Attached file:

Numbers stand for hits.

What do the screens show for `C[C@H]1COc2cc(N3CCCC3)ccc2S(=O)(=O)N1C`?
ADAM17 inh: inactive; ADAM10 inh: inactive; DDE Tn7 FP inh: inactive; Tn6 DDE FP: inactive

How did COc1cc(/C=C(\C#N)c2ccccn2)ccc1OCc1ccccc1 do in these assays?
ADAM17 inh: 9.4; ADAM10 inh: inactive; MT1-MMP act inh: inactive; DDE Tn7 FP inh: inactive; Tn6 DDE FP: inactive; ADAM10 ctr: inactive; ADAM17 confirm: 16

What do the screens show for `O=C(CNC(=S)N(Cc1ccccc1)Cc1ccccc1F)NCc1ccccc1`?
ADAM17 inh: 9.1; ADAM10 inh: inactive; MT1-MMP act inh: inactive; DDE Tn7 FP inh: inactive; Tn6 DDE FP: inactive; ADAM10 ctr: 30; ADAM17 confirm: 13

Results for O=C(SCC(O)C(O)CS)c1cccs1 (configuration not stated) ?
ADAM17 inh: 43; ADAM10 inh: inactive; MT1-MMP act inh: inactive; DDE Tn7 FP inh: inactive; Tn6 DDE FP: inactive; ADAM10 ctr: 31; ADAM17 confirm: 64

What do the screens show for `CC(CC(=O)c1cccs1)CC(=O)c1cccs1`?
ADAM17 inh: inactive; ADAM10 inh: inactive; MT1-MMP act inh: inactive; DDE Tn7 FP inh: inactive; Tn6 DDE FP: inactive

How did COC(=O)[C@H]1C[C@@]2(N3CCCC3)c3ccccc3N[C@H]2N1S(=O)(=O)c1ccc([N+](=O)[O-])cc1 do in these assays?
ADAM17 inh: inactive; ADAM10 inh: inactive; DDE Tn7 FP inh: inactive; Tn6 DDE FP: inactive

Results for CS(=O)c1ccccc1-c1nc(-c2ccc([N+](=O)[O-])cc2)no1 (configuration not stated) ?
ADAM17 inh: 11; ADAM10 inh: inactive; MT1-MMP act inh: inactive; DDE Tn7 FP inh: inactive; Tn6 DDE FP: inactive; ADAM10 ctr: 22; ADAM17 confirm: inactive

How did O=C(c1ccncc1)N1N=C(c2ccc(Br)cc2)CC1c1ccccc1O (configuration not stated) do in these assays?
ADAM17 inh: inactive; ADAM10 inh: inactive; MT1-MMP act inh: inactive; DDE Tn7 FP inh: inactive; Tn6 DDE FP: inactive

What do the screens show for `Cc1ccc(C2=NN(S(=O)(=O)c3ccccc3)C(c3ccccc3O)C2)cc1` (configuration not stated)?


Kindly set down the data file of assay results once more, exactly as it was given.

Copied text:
Numbers stand for hits.

What do the screens show for `C[C@H]1COc2cc(N3CCCC3)ccc2S(=O)(=O)N1C`?
ADAM17 inh: inactive; ADAM10 inh: inactive; DDE Tn7 FP inh: inactive; Tn6 DDE FP: inactive

How did COc1cc(/C=C(\C#N)c2ccccn2)ccc1OCc1ccccc1 do in these assays?
ADAM17 inh: 9.4; ADAM10 inh: inactive; MT1-MMP act inh: inactive; DDE Tn7 FP inh: inactive; Tn6 DDE FP: inactive; ADAM10 ctr: inactive; ADAM17 confirm: 16

What do the screens show for `O=C(CNC(=S)N(Cc1ccccc1)Cc1ccccc1F)NCc1ccccc1`?
ADAM17 inh: 9.1; ADAM10 inh: inactive; MT1-MMP act inh: inactive; DDE Tn7 FP inh: inactive; Tn6 DDE FP: inactive; ADAM10 ctr: 30; ADAM17 confirm: 13

Results for O=C(SCC(O)C(O)CS)c1cccs1 (configuration not stated) ?
ADAM17 inh: 43; ADAM10 inh: inactive; MT1-MMP act inh: inactive; DDE Tn7 FP inh: inactive; Tn6 DDE FP: inactive; ADAM10 ctr: 31; ADAM17 confirm: 64

What do the screens show for `CC(CC(=O)c1cccs1)CC(=O)c1cccs1`?
ADAM17 inh: inactive; ADAM10 inh: inactive; MT1-MMP act inh: inactive; DDE Tn7 FP inh: inactive; Tn6 DDE FP: inactive

How did COC(=O)[C@H]1C[C@@]2(N3CCCC3)c3ccccc3N[C@H]2N1S(=O)(=O)c1ccc([N+](=O)[O-])cc1 do in these assays?
ADAM17 inh: inactive; ADAM10 inh: inactive; DDE Tn7 FP inh: inactive; Tn6 DDE FP: inactive

Results for CS(=O)c1ccccc1-c1nc(-c2ccc([N+](=O)[O-])cc2)no1 (configuration not stated) ?
ADAM17 inh: 11; ADAM10 inh: inactive; MT1-MMP act inh: inactive; DDE Tn7 FP inh: inactive; Tn6 DDE FP: inactive; ADAM10 ctr: 22; ADAM17 confirm: inactive

How did O=C(c1ccncc1)N1N=C(c2ccc(Br)cc2)CC1c1ccccc1O (configuration not stated) do in these assays?
ADAM17 inh: inactive; ADAM10 inh: inactive; MT1-MMP act inh: inactive; DDE Tn7 FP inh: inactive; Tn6 DDE FP: inactive

What do the screens show for `Cc1ccc(C2=NN(S(=O)(=O)c3ccccc3)C(c3ccccc3O)C2)cc1` (configuration not stated)?